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jirka
07-07-2004, 06:46 PM
I want to buy Olympus C-765 camera. They sell it on 17th Street photo for $380 with the standard 1 year warranty. They offer additional 2 years warranty for $70 - nearly 20% of the camera price. Do you think it is worth it? I have no idea how often these things go wrong.

Thanks for any comments
Jirka

Jake Conner
07-07-2004, 06:53 PM
No. Assuming it would be honored -- and that's assuming a lot! -- I might -- MIGHT -- buy 4 years for that price. Certainly not 2. Extended warranties are pushed so hard because they are huge profit for everyone but the consumer.

Jake

Nick
07-09-2004, 09:06 AM
Depends what kind of warranty. I bought my D70 with a 4 year carry in plan for 150. If you spill water on it, bump it too hard, whatever, bring it in and they give you a new one. I've tested their warranty before - bought phones, cameras, and speakers from them, and they honor it. It covers wear + tear, which is good, and you don't have to send it to Nikon. Make sure what it covers before you buy it :)

Rhys
07-09-2004, 10:36 AM
In my experience, warranties are not worth the paper they're written on.

Ok. Let's take an extreme example: www.jessops.co.uk sell a cheap digital camera. The extended warranty costs twice the price of the camera. Aside from the fact that such a cheap camera should fall free from a cereal packet and not have to be purchased, the warranty is pretty well useless. The camera's a cheap all-in-one so any claim on the warranty (assuming the 5 year warranty was chosen) would be pointless as by the end of the 3rd year, the camera would be out of production and unrepairable.

Let's take another example: I bought an electronic typewriter, some years ago. It never worked properly and the shop after insisting I purchased a new ribbon then insisted that I should buy a gizmo to add onto the typewriter. Well, that was a bridge too far. That typewriter did not work etc. The warranty was for a year. The failure was within three days. Even the statutory warrenty seemed hard to get out of that shop. I was passed to the manufacturer who had never heard of the warranty and who'd stopped making that model two years previously and had no intention of honouring the warranty. The shop refused to replace/repair. The judge took a different view and awarded costs, damages and a refund. Unsurprisingly, the shop went bankrupt a couple of years later - and yes, I did get my money back. There was no victory there. Everybody was a loser. I lost time, effort and energy pursuing that shop.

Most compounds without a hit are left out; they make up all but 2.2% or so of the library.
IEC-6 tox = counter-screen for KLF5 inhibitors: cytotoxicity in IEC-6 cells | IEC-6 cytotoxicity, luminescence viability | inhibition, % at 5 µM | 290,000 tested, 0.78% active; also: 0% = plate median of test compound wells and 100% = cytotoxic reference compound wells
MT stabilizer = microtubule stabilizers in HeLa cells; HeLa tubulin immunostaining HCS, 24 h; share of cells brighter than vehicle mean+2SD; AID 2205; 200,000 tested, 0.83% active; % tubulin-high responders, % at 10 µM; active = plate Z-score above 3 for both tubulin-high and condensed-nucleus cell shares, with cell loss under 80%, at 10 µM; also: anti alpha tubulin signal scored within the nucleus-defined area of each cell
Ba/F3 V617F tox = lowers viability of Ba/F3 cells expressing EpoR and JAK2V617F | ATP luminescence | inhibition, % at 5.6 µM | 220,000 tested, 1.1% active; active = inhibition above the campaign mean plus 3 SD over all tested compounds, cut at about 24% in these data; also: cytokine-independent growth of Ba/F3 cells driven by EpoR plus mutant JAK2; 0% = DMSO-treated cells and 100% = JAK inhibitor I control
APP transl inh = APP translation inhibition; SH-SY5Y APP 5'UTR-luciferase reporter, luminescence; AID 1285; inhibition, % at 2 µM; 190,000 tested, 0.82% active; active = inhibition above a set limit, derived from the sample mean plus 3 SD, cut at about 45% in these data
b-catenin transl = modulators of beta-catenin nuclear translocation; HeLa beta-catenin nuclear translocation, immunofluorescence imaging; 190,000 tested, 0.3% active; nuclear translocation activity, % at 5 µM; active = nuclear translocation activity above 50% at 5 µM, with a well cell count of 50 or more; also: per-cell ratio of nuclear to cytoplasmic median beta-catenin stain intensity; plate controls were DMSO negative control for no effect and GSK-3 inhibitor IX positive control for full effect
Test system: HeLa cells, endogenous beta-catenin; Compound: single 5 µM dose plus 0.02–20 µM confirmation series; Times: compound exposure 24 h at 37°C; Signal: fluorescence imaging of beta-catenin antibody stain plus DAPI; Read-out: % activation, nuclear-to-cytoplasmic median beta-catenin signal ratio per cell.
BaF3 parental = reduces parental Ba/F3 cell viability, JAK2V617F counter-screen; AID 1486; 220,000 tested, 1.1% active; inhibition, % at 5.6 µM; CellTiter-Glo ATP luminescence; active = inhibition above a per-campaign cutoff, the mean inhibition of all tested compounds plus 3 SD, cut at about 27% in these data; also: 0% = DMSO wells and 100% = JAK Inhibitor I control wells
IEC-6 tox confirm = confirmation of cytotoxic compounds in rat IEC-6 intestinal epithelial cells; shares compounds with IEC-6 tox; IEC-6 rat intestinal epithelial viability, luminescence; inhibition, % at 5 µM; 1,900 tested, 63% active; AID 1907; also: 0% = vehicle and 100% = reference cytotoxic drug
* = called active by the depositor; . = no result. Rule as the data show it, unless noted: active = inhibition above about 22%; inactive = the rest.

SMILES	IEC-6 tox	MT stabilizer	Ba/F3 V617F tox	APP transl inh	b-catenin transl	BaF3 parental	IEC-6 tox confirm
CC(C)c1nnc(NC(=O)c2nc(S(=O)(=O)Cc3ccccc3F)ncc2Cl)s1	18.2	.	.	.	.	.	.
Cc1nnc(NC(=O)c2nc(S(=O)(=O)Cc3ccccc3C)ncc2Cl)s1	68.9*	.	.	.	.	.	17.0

So when somebody says warranty, don't be surprised if I roll on the floor, clutching my sides and roar with mirth.

booshank
08-20-2005, 06:49 PM
Extended warranties are unfortunately the subject of a lot of myths, mostly originating with bearded, Which? reading men who wear their glasses on cords and think they so much cleverer that everyone else.

Rys obviously does not know what he is talking about and strikes me as one of the above. A 100 - 200 pound digital camera from Jessops would have a 3 year extended warranty costing 30 pounds. Since when is 30 more than 100? As I've seen so many cameras dropped and beyond economic repair I'd say it was well worth it.

zakelua
08-28-2005, 10:05 AM
I have found that the extended protection plans at circuitcity to be the best. If they cant fix it they replace it. When i had a problem with my canon they sent me a shipping label and a box.....a week later they sent my camera back with the problem fixed. I havent had a problem since.

ReF
08-28-2005, 05:52 PM
i don't recommend extended warranties in general. if they clearly cover physical damage or water damage, then i would think about it. but most warranties don't cover those problems. i've worked electronics retail for a year and a half and i only knew one employee who ever purchased an extended warranty: the manager (it probably helped his numbers too). from the examples i've seen, camera manufacturers as well as the parties responsible for honoring warranty repairs seem to jump on the chance to say that damages are associated with physical damage (when it's obviously not)and therefore cannot honor repairs.

another thing to consider: in another two years the newer cameras will look so much better that you might wish you put that extended warranty cost towards buying the new models! BTW, doens't $380 seem a bit expensive for a camera that is a bit outdated? not to disrespect your buying decision, but couldn't you put that warranty cost + $380 and buy a newer, better camera, like one with a stabilizer?

booshank
08-29-2005, 09:19 AM
Well obviously one must check whether the warranty covers accidental damage, as its usefullness is limited if it doesn't.

I was just making the point that not ALL extended warranties are a rip off, as many people seem to believe (mostly informed by Which? and other reviewers of discontinued cameras, lol).

Of course I would never recommend such a thing, but at the end of the period covered by the warranty one could always drop one's now long superceded camera to get a replacement....